We are very happy to announce the release of a new open textbook.
Description: This textbook introduces aspects of the history of Canada since Confederation. “Canada” in this context includes Newfoundland and all the other parts that come to be aggregated into the Dominion after 1867. Much of this text follows thematic lines. Each chapter moves chronologically but with alternative narratives in mind. What Aboriginal accounts must we place in the foreground? Which structures (economic or social) determine the range of choices available to human agents of history? What environmental questions need to be raised to gain a more complete understanding of choices made in the past and their ramifications? Each chapter is comprised of several sections and some of those are further divided. In many instances, you will encounter original material that has been contributed by other university historians from across Canada who are leaders in their respective fields. They provide a diversity of voices on the subject of the nation’s history and, thus, an opportunity to experience some of the complexities of understanding and approaching the past.
Canadian History: Post-Confederation includes Learning Objectives and Key Points in most chapter sections, intended to help identify issues of over-arching importance. Recent interviews with historians from across Canada have been captured in video clips that are embedded throughout the web version of the book. At the end of each chapter, the Summary section includes additional features: Key Terms, Short Answer Exercises, and Suggested Readings. The key terms are bolded in the text, and collected in a Glossary in the appendix.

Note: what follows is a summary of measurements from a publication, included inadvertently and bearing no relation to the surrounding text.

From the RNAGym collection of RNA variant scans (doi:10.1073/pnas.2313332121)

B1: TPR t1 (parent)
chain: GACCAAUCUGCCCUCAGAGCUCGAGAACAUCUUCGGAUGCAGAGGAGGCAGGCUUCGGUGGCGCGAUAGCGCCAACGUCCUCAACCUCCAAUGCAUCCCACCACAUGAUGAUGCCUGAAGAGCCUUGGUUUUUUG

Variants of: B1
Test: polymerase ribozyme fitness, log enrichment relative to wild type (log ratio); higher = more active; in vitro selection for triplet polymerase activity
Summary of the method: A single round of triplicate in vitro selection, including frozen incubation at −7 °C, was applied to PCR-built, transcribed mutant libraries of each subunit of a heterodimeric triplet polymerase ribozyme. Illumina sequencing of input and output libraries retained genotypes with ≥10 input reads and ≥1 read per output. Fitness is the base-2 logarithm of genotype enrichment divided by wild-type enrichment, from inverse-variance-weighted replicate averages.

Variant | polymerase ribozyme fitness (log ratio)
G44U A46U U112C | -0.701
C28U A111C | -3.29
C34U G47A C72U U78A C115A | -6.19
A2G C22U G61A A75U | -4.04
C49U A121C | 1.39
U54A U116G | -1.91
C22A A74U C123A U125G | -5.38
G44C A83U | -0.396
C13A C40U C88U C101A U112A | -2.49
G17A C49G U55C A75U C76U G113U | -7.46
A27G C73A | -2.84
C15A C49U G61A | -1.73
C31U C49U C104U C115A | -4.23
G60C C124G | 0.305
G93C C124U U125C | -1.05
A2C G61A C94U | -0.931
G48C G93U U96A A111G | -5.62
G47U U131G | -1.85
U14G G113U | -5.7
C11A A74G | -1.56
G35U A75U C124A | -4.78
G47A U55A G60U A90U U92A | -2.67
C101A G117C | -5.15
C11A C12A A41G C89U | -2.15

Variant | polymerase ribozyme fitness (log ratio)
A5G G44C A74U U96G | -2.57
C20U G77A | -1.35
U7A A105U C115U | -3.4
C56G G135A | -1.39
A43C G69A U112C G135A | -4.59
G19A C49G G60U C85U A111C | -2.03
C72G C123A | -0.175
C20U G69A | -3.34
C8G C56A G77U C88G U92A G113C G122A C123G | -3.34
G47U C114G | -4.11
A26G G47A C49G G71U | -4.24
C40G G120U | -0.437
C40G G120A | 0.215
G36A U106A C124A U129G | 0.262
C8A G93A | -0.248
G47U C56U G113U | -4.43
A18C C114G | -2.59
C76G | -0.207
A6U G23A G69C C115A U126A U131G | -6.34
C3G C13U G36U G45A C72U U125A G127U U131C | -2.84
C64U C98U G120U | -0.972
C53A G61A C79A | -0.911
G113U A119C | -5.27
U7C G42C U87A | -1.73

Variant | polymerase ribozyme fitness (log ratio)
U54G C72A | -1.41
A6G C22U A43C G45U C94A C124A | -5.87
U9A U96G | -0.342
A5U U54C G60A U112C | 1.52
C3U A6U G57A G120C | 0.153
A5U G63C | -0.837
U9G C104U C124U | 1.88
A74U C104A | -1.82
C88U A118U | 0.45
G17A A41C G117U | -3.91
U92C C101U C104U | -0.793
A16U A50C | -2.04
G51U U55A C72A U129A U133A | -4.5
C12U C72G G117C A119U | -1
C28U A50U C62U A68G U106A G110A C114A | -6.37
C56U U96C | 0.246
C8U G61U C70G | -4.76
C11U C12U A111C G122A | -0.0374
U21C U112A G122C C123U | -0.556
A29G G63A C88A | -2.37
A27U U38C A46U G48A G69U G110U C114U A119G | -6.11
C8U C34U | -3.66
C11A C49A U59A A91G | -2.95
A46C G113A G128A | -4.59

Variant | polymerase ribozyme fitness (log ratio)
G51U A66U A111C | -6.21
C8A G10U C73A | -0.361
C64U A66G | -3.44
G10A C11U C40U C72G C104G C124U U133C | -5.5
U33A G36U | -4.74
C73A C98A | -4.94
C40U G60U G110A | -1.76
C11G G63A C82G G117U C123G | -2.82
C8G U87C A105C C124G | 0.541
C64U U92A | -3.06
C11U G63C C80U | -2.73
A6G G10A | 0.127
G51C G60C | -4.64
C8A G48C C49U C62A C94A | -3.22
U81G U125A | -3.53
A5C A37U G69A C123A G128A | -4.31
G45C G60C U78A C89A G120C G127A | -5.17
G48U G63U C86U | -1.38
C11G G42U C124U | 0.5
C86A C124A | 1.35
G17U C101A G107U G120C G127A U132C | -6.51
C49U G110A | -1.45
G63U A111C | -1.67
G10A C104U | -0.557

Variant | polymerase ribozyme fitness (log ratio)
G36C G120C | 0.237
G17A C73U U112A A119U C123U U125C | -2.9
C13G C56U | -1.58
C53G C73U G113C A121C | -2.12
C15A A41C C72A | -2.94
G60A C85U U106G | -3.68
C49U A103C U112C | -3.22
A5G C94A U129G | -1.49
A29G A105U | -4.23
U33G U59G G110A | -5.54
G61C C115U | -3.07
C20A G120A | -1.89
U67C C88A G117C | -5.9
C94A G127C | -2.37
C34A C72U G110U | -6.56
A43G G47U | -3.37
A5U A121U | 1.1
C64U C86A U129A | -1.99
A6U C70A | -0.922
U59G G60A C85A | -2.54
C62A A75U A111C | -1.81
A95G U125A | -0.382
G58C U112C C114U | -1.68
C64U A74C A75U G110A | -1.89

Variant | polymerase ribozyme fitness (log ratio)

Author: John Douglas Belshaw, Thompson Rivers University
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Adoption (faculty): Contact us if you are using this textbook in your course
Further Adaptations: Contact us about adapting this book
Reviewers: As part of the release of these new open textbooks, BCcampus is actively soliciting reviews by qualified faculty from British Columbia, Alberta, Saskatchewan, and Yukon. If you would like to review this textbook, please contact us. We provide a $250 stipend to faculty who review a BC open textbook.